The Wall Street Journal editorializes today against a longstanding Food and Drug Administration policy that values the benefits of drugs for terminal cancer patients solely in terms of life extension. Some visual aids may help make the issues easier to understand.
The Journal editorial board writes (temporarily available to non-subscribers):
In clinical trials, Avastin demonstrated the longest reported “progression-free survival” for patients with advanced breast cancer. That means they live longer before their disease spreads or worsens. An initial study submitted to the FDA showed that Avastin in combination with Taxol (another cancer therapy) delayed the growth of tumors by about 11 months — some five and half months longer than Taxol alone. Additionally, more than twice as many patients experienced significant tumor shrinkage.In February, Genentech also released the preliminary findings of a more rigorous follow-up study, including the FDA’s “gold standard” of randomized and placebo-controlled clinical trials. It again confirmed that Avastin improves progression-free survival, though the full results have not yet been made public.In other words, dying patients live nearly twice as long on average before their disease gets worse, and maybe longer. It translates into an improvement in quality of life by delaying the onset of symptoms. But only in a few isolated contemporary cases has the FDA deemed progression-free survival as a relevant “end point” for approval. There’s no reason besides the FDA’s complacency and archaic procedures; a recent review by the agency’s own Science Board concluded that “evaluation methods have remained largely unchanged over the last half-century.”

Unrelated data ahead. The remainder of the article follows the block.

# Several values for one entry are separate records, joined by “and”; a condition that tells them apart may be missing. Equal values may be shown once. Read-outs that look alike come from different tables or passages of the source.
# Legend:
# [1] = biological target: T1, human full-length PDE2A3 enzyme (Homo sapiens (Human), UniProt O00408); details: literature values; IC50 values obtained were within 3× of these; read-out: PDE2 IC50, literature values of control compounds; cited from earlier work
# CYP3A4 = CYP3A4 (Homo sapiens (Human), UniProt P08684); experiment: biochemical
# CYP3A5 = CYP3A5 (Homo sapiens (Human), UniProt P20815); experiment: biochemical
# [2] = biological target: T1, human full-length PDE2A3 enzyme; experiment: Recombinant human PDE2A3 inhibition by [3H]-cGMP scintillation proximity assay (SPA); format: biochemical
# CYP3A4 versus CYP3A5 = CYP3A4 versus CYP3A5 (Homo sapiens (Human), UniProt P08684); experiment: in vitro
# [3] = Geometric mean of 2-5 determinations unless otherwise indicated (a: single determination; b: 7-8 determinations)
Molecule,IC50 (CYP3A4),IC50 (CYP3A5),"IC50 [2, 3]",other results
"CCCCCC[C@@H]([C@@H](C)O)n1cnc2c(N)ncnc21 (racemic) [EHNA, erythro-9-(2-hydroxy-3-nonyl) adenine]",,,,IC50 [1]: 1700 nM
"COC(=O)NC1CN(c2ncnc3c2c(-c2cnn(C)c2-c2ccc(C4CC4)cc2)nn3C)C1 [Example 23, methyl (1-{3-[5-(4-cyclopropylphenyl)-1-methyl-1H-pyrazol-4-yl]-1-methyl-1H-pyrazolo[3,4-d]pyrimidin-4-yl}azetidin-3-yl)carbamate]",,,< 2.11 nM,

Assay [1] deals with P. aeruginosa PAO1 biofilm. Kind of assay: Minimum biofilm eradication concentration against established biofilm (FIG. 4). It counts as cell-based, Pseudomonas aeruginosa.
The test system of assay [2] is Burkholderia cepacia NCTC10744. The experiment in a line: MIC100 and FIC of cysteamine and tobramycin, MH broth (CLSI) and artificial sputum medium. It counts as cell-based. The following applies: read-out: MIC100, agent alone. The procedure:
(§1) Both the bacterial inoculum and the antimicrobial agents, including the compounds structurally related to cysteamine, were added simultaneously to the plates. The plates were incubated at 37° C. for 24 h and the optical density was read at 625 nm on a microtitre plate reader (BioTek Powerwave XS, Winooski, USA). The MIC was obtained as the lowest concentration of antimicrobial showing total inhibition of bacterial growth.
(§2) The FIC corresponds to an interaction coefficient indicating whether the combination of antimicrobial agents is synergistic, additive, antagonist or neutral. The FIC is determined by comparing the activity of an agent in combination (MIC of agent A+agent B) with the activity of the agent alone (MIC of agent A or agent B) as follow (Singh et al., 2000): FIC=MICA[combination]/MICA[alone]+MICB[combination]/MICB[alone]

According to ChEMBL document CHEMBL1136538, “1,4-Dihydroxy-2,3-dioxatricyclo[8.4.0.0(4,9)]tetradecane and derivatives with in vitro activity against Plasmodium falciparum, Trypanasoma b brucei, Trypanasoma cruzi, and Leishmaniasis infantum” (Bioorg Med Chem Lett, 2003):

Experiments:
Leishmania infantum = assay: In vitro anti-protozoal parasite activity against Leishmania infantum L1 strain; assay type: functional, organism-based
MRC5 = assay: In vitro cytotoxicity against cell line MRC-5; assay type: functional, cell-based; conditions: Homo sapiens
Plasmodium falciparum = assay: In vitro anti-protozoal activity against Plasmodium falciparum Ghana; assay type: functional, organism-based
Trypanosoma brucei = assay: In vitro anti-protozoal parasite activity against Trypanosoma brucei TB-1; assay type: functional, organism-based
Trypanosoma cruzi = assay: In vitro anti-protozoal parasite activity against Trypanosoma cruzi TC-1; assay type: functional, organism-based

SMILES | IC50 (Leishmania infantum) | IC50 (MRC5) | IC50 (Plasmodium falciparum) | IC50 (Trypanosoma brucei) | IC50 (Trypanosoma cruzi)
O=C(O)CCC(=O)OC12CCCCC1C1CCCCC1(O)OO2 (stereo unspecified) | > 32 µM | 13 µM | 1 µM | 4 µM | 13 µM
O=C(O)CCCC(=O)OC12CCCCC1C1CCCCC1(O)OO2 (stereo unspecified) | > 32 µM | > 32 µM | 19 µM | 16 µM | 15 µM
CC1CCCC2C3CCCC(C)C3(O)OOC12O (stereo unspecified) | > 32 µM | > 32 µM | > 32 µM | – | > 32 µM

To simplify, the FDA appears to consider life extension as the only benefit terminal cancer patients get from these drugs. The more a drug lengthens life, the greater its benefits are presumed to be. If a drug improves the quality of life, those benefits appear to be either ignored or given little weight.
To understand why such a policy is misguided, we start from the presumption that what the FDA is trying to do is mimic what terminal cancer patients would choose if they had the agency’s scientific and medical expertise. (If FDA experts are not trying to mimic the preferences of cancer patients–for example, if they are substituting what they think terminal cancer patients ought to prefer–then conflict between the FDA and cancer patients is inevitable. The problem cannot be solved without taking away the FDA’s authority to make these decisions.)